2020 Corvette Wrecked After One Day Gets New Life With a Quad-Rotor Swap
YouTuber Rob Dahm plans to rebuild the car as a quad-rotor Frankenstein.
A few weeks ago, we marveled at the bad luck of a Corvette C8 owner who was hit by an allegedly drunk driver just one day after taking delivery of the car. It was tough to see, but there’s a light at the end of the tunnel for the smashed-up Z51.
Rob Dahm, the guy that built the four-rotor, AWD RX-7, bought the wrecked Corvette and has plans to build it into another four-rotor car. Is a rotary-powered Corvette blasphemous? To some, until they remember that Chevrolet thought about doing this once too. If Dahm—himself no stranger to these engines—can get the project off the ground and running, it will be an amazing achievement.
Dahm’s latest video outlines his quest to find a suitable donor car for the project, and when he pulls into the Corvette owner’s driveway—surprise!—it turns out to be the heartbreakingly wrecked C8 from our previous coverage. The owner says the car has just 200 miles on the clock, but it’s the body damage that's the unfortunately real star of the show. The “DWI VICTIM” marker job remains on the windows, but the car is about to become the victim of a controversial engine swap.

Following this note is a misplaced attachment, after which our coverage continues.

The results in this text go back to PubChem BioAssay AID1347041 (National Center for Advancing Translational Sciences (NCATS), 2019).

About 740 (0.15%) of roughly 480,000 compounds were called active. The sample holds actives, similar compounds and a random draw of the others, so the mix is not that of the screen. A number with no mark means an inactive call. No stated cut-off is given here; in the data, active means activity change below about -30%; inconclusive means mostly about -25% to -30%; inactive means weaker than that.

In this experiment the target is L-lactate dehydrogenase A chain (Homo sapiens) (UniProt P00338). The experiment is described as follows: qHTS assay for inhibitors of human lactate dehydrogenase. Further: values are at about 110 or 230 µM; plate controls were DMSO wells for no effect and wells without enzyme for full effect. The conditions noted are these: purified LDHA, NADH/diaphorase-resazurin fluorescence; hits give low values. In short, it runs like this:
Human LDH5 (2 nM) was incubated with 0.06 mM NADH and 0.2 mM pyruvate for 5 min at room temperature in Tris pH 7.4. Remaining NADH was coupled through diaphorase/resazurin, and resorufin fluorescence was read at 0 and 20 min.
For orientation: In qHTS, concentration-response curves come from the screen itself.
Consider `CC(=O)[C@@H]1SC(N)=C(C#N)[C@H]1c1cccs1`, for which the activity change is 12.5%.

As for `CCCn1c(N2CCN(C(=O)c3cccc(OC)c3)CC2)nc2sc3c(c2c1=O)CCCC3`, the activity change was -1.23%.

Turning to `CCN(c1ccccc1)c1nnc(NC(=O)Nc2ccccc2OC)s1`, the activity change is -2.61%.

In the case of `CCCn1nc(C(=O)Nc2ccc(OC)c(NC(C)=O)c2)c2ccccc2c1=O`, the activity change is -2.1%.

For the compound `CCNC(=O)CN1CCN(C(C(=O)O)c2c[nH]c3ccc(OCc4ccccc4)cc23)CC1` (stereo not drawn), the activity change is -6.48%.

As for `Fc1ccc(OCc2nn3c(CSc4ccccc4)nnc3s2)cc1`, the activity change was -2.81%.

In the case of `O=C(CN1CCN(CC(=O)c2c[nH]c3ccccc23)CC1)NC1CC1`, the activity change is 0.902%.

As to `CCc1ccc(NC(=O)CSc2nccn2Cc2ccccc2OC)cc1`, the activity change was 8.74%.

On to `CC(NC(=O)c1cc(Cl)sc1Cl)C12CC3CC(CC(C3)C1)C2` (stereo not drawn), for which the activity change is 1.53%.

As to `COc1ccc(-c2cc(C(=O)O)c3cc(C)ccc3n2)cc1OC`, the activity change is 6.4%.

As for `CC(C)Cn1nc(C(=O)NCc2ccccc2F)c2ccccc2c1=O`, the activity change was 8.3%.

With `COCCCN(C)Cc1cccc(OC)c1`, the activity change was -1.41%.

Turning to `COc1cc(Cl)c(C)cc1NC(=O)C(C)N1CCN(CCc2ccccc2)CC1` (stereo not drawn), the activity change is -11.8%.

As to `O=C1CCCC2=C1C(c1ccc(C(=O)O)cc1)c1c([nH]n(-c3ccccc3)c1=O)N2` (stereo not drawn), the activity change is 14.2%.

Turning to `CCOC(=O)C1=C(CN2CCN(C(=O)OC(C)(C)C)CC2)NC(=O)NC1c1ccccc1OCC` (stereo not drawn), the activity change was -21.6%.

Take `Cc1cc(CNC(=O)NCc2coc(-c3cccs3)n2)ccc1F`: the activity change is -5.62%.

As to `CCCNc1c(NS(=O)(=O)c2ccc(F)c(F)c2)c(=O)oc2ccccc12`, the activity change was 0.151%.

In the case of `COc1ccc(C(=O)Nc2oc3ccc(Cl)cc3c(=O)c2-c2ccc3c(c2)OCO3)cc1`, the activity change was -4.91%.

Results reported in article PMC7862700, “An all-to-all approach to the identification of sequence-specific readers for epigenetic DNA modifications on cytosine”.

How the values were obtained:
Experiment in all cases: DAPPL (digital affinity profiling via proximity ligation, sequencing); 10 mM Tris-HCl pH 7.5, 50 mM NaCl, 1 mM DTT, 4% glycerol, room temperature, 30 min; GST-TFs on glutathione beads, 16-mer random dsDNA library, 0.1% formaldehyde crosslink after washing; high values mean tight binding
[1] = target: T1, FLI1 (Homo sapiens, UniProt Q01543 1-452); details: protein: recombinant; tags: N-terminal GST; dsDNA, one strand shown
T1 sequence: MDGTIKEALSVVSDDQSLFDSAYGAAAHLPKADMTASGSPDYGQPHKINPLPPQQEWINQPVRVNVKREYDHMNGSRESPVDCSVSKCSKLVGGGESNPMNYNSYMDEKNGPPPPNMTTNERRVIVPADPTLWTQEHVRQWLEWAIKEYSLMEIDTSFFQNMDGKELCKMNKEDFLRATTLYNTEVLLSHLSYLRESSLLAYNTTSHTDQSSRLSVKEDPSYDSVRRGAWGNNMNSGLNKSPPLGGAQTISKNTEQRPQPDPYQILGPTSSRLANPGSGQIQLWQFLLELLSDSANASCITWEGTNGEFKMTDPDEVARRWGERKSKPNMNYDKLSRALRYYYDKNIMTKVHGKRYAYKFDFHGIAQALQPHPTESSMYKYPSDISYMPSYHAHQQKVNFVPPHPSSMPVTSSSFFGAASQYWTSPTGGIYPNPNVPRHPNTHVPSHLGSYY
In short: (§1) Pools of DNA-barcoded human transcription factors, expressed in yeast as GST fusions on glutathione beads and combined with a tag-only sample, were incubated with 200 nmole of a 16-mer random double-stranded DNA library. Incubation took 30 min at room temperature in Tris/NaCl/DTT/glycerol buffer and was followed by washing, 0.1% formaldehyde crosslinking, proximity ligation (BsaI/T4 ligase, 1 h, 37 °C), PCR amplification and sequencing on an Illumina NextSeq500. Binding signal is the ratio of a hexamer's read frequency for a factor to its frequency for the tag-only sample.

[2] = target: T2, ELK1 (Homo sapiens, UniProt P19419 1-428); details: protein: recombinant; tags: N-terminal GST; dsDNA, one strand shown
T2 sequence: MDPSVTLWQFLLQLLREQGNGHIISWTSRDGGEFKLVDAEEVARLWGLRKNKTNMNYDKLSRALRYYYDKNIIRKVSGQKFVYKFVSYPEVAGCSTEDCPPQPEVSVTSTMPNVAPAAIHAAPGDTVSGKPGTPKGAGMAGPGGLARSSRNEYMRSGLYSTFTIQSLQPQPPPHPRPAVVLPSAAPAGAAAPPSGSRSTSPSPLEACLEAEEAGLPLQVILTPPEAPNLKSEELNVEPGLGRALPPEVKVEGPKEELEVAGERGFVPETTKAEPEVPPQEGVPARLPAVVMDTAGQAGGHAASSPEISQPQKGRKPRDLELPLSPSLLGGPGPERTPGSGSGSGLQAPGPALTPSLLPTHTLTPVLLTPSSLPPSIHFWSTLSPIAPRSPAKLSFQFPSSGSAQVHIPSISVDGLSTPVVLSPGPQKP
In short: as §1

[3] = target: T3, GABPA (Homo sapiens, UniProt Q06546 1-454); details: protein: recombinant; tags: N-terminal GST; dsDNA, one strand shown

The car was hit so hard that body panels end up misaligned, and all of the airbags deployed in the collision. The owner has several parts strewn across the floor of his garage, including the C8’s radiator and cooling system. Dahm notes that, beyond the car, he’s got quite a bit of work ahead of him just loading all of the parts for transport.
The project to restore the Corvette will be a steep hill to climb, and that's before any rotary engine even enters the picture. The insurance company stripped door panels and parts off of the car’s front end, to the point that there’s not many trim pieces still attached. Dahm says that his plan is to get the car running as-is and bring it back to life before starting the rotary conversion. They’ll piece it all back together using the loose parts, and Dahm says the project will be almost a forensics exercise to get everything back in place.
Assuming he’s able to get it running, the car will be impressive. It’s one of just a few thousand C8s in the wild today, thanks to COVID-19-related production delays, and it may be a while before new ones hit dealer lots. The Sebring Orange Tintcoat ‘Vette packs the 3LT trim, which means it’s top of the line with GT2 seats and special luxury upgrades. Combined with the Z51 package, it’s one of the most expensive C8s on the road (formerly) today.
We look forward to seeing what it can do with serious rotary power behind its driver.
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